Volker Damann

Flight surgeon

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Volker Damann photograph

Volker Damman is a professor at the International Space University in Strasbourg. France, but for many years he was a flight surgeon on space missions. That doesn’t mean he operated on astronauts aboard spacecraft though! Flight surgeons are like the crew’s coaches. They help astronauts keep fit during their pre-flight training on earth, and then when the mission takes place a team of surgeons on the ground stays in touch telling the crew how to keep healthy. If anything goes wrong with an astronaut’s health, or they get injured, a surgeon will tell them what they need to do to recover. They also monitor scientific experiments concerning astronauts’ physical reactions to space conditions. It’s a demanding job and there are all sorts of unusual problems - but it’s also rewarding to help in the rare times when someone is in trouble.

What does a flight surgeon’s job involve?

On missions, a flight surgeon is based on earth in mission control, but very closely linked to the crew. You help with the training before they take off, and then when they’re in space, there will probably medical experiments and you make sure the experiments are worthwhile, and carried out correctly. You also make sure they’re in good physical and mental health, and help if there are problems. 

Are there health risks in space?

Yes. For example weightlessness means a lot of dust and dirt floats around, so astronauts get things in their eyes. And because there is no evaporation their skin is almost always sweaty, which can lead to skin infections. Astronauts are trained to a do lot themselves, like paramedics. There’s a lot of pre-flight medical training in which they learn how to pull out teeth or stitch wounds, and prescribe medicine for each other. But flight surgeons on the ground can advise and direct them.

And what happens if an astronaut is injured or ill?

That does happen once in a while. If they need help they talk a physician in mission control, and go through a medical procedure to find out how to work out what’s wrong, and then what treatments they need. They do also have a big procedures book that's embedded in the craft. It starts with all the emergencies, and then explains how all the organ systems work.

What does a flight surgeon do on a typical day during a mission?

Every day is different. We work in a team, with biomedical engineers keeping a close eye on the astronauts, and the flight surgeons standing by. If there’s a medical problem they call you. It might not be about an illness or injury – we also to ensure they get enough sleep and exercise, and check the experiments on their own bodies and health are ethical.

How did you first get interested in space?

I was 10 in 1969, so I was one of the lucky ones who witnessed the first moon landing. After that I was always interested in science and technology, but I never dreamed of working in the domain of space, and never knew there was a job for a doctor there!

What did you study?

At school my main courses were chemistry and biology, and at university I studied medicine - I wanted to do something with my hands, so I planned to become a surgeon. However, I also enjoyed using computers, and halfway through my course I realised I wanted to do more with my interest in technology, so I ended up studying radiology and nuclear medicine. That basically means using radioactive materials to find out what’s wrong with people. It sounds scary, but it isn’t!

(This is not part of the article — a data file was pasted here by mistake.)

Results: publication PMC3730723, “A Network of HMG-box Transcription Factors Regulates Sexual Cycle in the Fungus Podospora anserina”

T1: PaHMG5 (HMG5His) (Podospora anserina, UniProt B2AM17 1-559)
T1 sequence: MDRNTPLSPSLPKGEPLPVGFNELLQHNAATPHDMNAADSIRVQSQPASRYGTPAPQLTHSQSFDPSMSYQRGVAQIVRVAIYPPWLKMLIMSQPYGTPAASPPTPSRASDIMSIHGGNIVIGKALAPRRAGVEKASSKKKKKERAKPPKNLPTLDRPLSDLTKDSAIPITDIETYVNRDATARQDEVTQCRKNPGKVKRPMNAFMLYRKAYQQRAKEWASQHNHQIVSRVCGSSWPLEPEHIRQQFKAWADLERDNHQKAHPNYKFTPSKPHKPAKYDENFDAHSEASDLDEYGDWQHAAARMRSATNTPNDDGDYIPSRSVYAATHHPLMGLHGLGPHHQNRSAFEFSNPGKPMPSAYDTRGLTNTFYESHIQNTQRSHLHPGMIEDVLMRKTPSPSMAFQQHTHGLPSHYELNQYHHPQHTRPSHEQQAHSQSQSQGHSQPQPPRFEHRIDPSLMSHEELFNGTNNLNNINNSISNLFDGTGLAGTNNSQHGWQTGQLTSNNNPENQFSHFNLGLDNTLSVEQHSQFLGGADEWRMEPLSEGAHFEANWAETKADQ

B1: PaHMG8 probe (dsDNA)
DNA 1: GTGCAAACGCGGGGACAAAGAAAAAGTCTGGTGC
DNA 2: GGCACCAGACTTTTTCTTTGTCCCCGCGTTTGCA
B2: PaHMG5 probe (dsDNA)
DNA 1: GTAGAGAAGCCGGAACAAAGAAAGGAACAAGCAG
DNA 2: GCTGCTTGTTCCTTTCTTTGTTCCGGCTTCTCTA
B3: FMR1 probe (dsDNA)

And how did you become a flight surgeon?

I worked in hospitals, then in the late 1980s I applied for job as the doctor on a space mission, working for Germany’s space agency. I stayed for six years, living in Houston, Texas with my family, then I went to be head of space medicine at the European Space Agency. I was the only one in the department when I started, but by the time I left to work at the university last year, there were 25.

What  skills do you need to be a flight surgeon?

You have to be comfortable with engineers and technical systems, and you need to be able to deal with problems calmly and rationally. You learn a lot of that through training, though, when you do simulations with engineers creating problems for you to solve. I was always nervous, but in a positive way – anxiety and adrenaline make you ready to act quickly if something happens.

What’s the best thing about doing as a  job?

Space missions to the International Space Station are such a multicultural endeavour, with people of different cultures, languages and philosophies working together. So you learn so much. For example, Russians think about health in a different way to Westerners – they think more about the whole self, while we think of people as a collection of different parts. I think the ISS shows how the world could be better: it’s not just about science, it’s about we progress as people, how we approach frontiers, and learn to understand the universe together.

What advice would you give to someone thinking of a career in space?

Never give up. If you have dream, hold onto it, and look into ways of making it come true. Remember the path to reach the goal might not be straight, you might have take some detours along the way. Don’t be scared of technology and science - they are the building blocks of knowledge and expertise. Keep the big picture in mind. Even if you’re just seven or eight years old, try to take in the beauty of everything around us, and don’t decide you’re not interested in something before you’ve looked into it and decided for yourself.

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